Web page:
CMB Artist Interview: 10 Questions for Mark Smith
Tell us about yourself. Where were you born and how did your musical journey start?
I was born in Liverpool, the youngest of five children and was raised in Nottingham where we lucky to have had a fantastic County Music School. My eldest brother is very musical and played violin in the youth orchestra. One afternoon, the entire orchestra arrived at our house (I know not why) and as I stood watching them all come in carrying their various oddly-shaped cases, there came a chap carrying the strangest looking case I had ever seen, it was sort of circular and had bits sticking out of it.
My brother caught me staring at it and kindly asked its owner to show me what was inside. It was a horn, of course but I had never seen one before. He showed me how it was played and asked me if I wanted to have a go. According to my brother, I produced a perfect note first time. This is so unlikely to have been the case that I think it can only be him being kind!
What was your first experience of playing chamber music?
The first experience that I can concretely recall was playing in a wind quintet at the Music School. I LOVED it!
What makes the ideal chamber music group for you? What do you look for in your chamber music partners?
Mixed ensembles, strings, winds, piano, harp, percussion……….. the more variety the better. The thing that really makes the group is the people. Taking artistic and technical expertise as a given, it is the mindset that matters more than anything else. It is a very special mix of attributes, imagination, discipline, vision, flexibility, energy, curiosity, breadth of interests, courage and perhaps most important of all, a robust and generous sense of humour!
Who or what were the biggest influences in becoming the musician you are today?
It is difficult to point to just one or two as it really is the summation of the whole experience of music-making and recognising that some powerful influences can come from the most unlikely sources. With the benefit of hindsight, I think I am most grateful for a church choirmaster called David Yelland who set me on the path to discovering my own love of music. As a student, I had a wonderful experience at the Britten Pears School playing “The Rape of Lucretia” under the baton of Steuart Bedford who showed me what was possible if I could just find the discipline in myself. And along the way, so many wonderful fellow musicians whom I have been privileged to have worked with have all contributed to what I think I know or understand. I am especially grateful to the violinist, Adam Summerhayes, who showed me that I can laugh at myself!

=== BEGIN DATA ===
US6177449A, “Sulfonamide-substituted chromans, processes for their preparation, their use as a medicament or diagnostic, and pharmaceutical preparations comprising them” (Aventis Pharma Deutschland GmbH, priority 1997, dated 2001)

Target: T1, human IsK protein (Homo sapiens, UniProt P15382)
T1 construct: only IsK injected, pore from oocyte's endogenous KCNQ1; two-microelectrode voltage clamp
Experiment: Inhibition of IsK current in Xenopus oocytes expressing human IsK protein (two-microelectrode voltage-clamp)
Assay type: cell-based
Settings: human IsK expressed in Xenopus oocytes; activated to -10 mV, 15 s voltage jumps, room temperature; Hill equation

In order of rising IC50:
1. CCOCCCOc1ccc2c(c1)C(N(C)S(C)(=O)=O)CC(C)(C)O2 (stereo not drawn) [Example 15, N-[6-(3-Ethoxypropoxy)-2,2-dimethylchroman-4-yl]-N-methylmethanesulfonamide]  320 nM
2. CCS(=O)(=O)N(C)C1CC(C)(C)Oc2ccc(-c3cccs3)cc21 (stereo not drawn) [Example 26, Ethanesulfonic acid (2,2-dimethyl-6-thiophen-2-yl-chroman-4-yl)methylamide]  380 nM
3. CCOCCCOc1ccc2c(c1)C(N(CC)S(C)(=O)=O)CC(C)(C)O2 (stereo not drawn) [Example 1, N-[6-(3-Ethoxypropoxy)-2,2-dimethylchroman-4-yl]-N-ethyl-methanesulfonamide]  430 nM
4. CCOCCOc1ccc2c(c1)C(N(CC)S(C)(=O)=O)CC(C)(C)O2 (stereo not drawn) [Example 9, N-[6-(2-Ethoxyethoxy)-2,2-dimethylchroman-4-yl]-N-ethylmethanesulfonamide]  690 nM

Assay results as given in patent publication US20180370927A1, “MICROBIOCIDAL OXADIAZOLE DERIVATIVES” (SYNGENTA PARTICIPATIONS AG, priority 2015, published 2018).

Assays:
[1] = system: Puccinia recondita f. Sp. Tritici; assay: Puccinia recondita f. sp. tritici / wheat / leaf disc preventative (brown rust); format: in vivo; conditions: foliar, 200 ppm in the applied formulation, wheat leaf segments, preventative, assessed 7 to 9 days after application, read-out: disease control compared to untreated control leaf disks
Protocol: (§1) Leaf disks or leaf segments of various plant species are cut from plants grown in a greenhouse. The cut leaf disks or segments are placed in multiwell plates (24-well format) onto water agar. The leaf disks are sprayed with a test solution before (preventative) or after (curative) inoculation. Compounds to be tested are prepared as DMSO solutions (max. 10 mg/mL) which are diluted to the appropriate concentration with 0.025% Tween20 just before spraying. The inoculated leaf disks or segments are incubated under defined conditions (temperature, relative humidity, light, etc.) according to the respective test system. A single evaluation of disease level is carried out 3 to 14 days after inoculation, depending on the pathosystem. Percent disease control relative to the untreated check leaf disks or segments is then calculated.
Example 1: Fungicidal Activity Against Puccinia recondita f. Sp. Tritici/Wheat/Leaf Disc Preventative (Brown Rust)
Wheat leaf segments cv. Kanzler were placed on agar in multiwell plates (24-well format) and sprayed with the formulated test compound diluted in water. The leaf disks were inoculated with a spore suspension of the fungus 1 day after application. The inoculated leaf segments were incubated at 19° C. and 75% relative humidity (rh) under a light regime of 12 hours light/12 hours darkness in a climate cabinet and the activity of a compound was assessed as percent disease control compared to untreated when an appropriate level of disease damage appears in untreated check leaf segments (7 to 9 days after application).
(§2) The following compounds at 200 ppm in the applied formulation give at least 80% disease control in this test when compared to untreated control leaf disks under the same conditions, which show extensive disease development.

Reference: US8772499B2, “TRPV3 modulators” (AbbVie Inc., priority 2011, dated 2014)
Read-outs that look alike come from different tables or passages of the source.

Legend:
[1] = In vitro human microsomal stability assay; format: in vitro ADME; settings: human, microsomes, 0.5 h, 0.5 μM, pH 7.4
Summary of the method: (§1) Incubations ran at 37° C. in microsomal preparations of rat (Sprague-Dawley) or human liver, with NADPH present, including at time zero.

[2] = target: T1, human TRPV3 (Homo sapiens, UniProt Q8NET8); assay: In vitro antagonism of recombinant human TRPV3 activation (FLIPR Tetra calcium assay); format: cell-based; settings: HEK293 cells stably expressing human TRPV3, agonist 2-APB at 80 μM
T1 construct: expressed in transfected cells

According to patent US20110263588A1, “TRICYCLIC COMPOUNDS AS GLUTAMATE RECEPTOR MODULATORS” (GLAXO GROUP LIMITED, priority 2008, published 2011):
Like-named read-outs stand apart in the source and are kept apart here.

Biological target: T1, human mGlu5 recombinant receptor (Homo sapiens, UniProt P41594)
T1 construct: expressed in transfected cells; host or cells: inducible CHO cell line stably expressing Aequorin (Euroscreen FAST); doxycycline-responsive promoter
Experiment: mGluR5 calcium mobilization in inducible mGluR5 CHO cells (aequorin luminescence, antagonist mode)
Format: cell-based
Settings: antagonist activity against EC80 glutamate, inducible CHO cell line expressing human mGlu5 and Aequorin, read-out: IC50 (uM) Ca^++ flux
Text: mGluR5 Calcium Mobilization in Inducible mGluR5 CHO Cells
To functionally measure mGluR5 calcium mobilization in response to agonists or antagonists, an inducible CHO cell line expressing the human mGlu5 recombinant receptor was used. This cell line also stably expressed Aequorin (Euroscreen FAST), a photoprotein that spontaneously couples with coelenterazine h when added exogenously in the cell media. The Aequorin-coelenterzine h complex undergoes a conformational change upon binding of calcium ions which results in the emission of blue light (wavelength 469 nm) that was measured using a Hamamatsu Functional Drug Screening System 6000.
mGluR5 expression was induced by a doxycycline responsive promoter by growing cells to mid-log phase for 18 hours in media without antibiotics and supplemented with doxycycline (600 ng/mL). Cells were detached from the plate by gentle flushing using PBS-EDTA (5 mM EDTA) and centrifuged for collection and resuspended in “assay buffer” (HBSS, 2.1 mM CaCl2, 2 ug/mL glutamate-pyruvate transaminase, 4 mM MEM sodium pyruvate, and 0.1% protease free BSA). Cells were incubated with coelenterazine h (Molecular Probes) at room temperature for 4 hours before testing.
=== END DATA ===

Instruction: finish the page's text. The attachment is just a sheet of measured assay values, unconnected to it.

How has the pandemic affected – or even changed you – as an artist?
I have been fortunate to have remained active in a number of fields and am immensely grateful for this. Nevertheless, it has been hard to be away from the regular connection with live music-making and at times I have felt very alone. The time has allowed some perspective on it all and I recognise just how important it is to me and how valuable music and culture is for us all. I have used the time to study, develop my playing, to do more arranging and to learn a language.
Which new skills have you picked up over the last year?
Probably the most obvious thing is that I have learned to work online, teaching, coaching ensembles and even running an online orchestra. This has involved re-thinking a lot of things and through this I think I have understood more about how these activities function and my interaction with students and colleagues – not just online.
Performing artists have had very few opportunities to actually perform live in front of an audience over the last year. Do you think the lack of ‘match fitness’ will affect you when you’re back on stage?
I don’t feel “match unfit”. I have managed to maintain a trickle of concert activities through this last year and have not found myself to be any more rusty than I usually am! I have maintained my regular practice regime throughout, mindful that we never really stand still, we either progress or stagnate and I think that I have managed to keep pushing myself forwards.
How do you feel about online concerts?
Online working is becoming a norm alongside face-to-face interaction and it follows that we should embrace this carving out a meaningful scheme for presenting music in this way.
If you had to introduce someone who’s never listened to chamber music before to the genre, which piece would you play them and why?
This is SO hard to answer. It depends entirely on the person concerned. In general, I would think of pieces that are immediately engaging and are not too demanding upon the listener. Pieces that come mind are: Ravel String Quartet, Jean Michel Damase 17 Variations for wind quintet.
Which piece do you think should definitely feature on a ChamberMusicBox programme as soon as possible?
Brahms Horn Trio and Clarinet Trio. Penderski Sextet, Jean Michel Damase 17 variations for wind quintet, Jean Francaix Octour, Brahms Serenade in D (13 Players)………………
Thank you! As a little bonus round, we have asked you to answer five questions from the Proust Questionnaire! Off you go!
What is your greatest fear?
That stupidy, bigotedness and ignorance will overrule wisdom, insight and humanity.
If you could change one thing about yourself, what would it be?
My age! I would love to have another go, knowing what I think I now know. Oh, and I’d like to be much fitter!
Where would you most like to live?
Somewhere warm and sunny with mountains and sea, music, art, culture, good food and good company.
Who are your favourite writers?
Tennyson, Keats, Hardy, E.M.Forster, Deryck Cooke
What is your motto?
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